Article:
4. Following the adoption of the method by the AOAC, the Roberts method for dextran in raw cane sugar could qualify for adoption under the auspices of General Subject 1. The method is no longer a matter for Subject 19. (Editor’s Note: The Method was not adopted under General Subject 1).
5. Pectic acid methods based upon enzymatic hydrolysis followed by HPLC or enzymatic quantification, should be developed further and compared to photometric methods, such as that of Reinefeld & Schneider (Sugar Industry Abstracts 83-1235).
6. The Referee for Subject 3 should further evaluate the Schiweck & Büsching method for raffinose in molasses and other juices.
The procedure using Carrez clarification, if necessary, as outlined in the Braunschweig modification (Sugar Industry Abstracts 88-1618) should be Tentatively adopted for total α-galactosides.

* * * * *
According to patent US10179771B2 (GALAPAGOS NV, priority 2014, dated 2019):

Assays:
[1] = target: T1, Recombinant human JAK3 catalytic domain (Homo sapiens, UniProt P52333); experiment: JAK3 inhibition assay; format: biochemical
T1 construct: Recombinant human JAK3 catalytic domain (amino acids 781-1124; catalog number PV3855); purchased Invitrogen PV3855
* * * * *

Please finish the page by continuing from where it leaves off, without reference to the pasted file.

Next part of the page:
7. For technical purposes, a 20 % reduction of the enzymatic total α-galactoside resuh may be used to account for the galactinol in impure beet syrups, until suitably accurate enzymatic or other methods for raffinose become available.
8. The official Schiweck & Büsching enzymatic method for raffinose in white sugar should be re-evaluated under General Subject 2 ”White Sugar”. The method is no longer a matter for Subject 19.
9. The use of the I.R.I.S. GLC method (Appendix 2 of the Referee’s Report), as a reference method for raffinose in beet molasses, should be further studied.
10. HPLC and HPIC (HPAEC) methods for technically important oligosaccharides and galactinol should be further studied.
11. Work aimed at preparing analytical standards, especially for galactinol and the kestoses, should be encouraged.
12. Following the recommendations made in the Report on the Review of Methods (Subject 3 Report, Appendix 2), the methods below should be retained, until more advanced methods presently being assessed are considered for adoption:
a) Reinefeld, Thielecke & Lücker TLC method for dextran, levan and araban in technical juices (Tentative adoption, 1982).